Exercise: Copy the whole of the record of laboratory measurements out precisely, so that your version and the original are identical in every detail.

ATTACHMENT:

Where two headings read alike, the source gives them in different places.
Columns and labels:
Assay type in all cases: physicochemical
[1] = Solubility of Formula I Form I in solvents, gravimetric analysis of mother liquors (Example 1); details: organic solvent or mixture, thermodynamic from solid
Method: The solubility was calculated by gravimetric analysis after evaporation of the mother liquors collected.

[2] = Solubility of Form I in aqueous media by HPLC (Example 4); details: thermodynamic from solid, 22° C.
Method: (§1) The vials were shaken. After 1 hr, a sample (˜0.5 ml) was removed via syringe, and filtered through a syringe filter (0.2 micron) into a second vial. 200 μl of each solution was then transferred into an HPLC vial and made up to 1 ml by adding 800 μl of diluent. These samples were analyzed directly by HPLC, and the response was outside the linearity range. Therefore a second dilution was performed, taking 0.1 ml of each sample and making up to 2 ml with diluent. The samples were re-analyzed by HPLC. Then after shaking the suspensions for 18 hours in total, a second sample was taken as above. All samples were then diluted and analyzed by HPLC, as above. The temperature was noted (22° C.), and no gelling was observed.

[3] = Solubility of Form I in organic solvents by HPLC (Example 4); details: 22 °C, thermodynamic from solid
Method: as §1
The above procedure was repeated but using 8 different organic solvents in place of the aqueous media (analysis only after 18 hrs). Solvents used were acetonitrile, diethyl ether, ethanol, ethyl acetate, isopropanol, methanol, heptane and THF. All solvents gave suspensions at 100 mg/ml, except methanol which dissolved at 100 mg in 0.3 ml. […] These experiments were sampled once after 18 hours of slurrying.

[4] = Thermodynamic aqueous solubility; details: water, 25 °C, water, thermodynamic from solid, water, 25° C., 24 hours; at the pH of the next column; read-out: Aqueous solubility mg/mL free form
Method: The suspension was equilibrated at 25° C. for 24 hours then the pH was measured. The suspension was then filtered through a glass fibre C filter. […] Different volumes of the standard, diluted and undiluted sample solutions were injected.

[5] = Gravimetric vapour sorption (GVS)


Where two headings read alike, the source gives them in different places.
Columns and labels:
Assay type in all cases: physicochemical
[1] = Solubility of Formula I Form I in solvents, gravimetric analysis of mother liquors (Example 1); details: organic solvent or mixture, thermodynamic from solid
Method: The solubility was calculated by gravimetric analysis after evaporation of the mother liquors collected.

[2] = Solubility of Form I in aqueous media by HPLC (Example 4); details: thermodynamic from solid, 22° C.
Method: (§1) The vials were shaken. After 1 hr, a sample (˜0.5 ml) was removed via syringe, and filtered through a syringe filter (0.2 micron) into a second vial. 200 μl of each solution was then transferred into an HPLC vial and made up to 1 ml by adding 800 μl of diluent. These samples were analyzed directly by HPLC, and the response was outside the linearity range. Therefore a second dilution was performed, taking 0.1 ml of each sample and making up to 2 ml with diluent. The samples were re-analyzed by HPLC. Then after shaking the suspensions for 18 hours in total, a second sample was taken as above. All samples were then diluted and analyzed by HPLC, as above. The temperature was noted (22° C.), and no gelling was observed.

[3] = Solubility of Form I in organic solvents by HPLC (Example 4); details: 22 °C, thermodynamic from solid
Method: as §1
The above procedure was repeated but using 8 different organic solvents in place of the aqueous media (analysis only after 18 hrs). Solvents used were acetonitrile, diethyl ether, ethanol, ethyl acetate, isopropanol, methanol, heptane and THF. All solvents gave suspensions at 100 mg/ml, except methanol which dissolved at 100 mg in 0.3 ml. […] These experiments were sampled once after 18 hours of slurrying.

[4] = Thermodynamic aqueous solubility; details: water, 25 °C, water, thermodynamic from solid, water, 25° C., 24 hours; at the pH of the next column; read-out: Aqueous solubility mg/mL free form
Method: The suspension was equilibrated at 25° C. for 24 hours then the pH was measured. The suspension was then filtered through a glass fibre C filter. […] Different volumes of the standard, diluted and undiluted sample solutions were injected.

[5] = Gravimetric vapour sorption (GVS)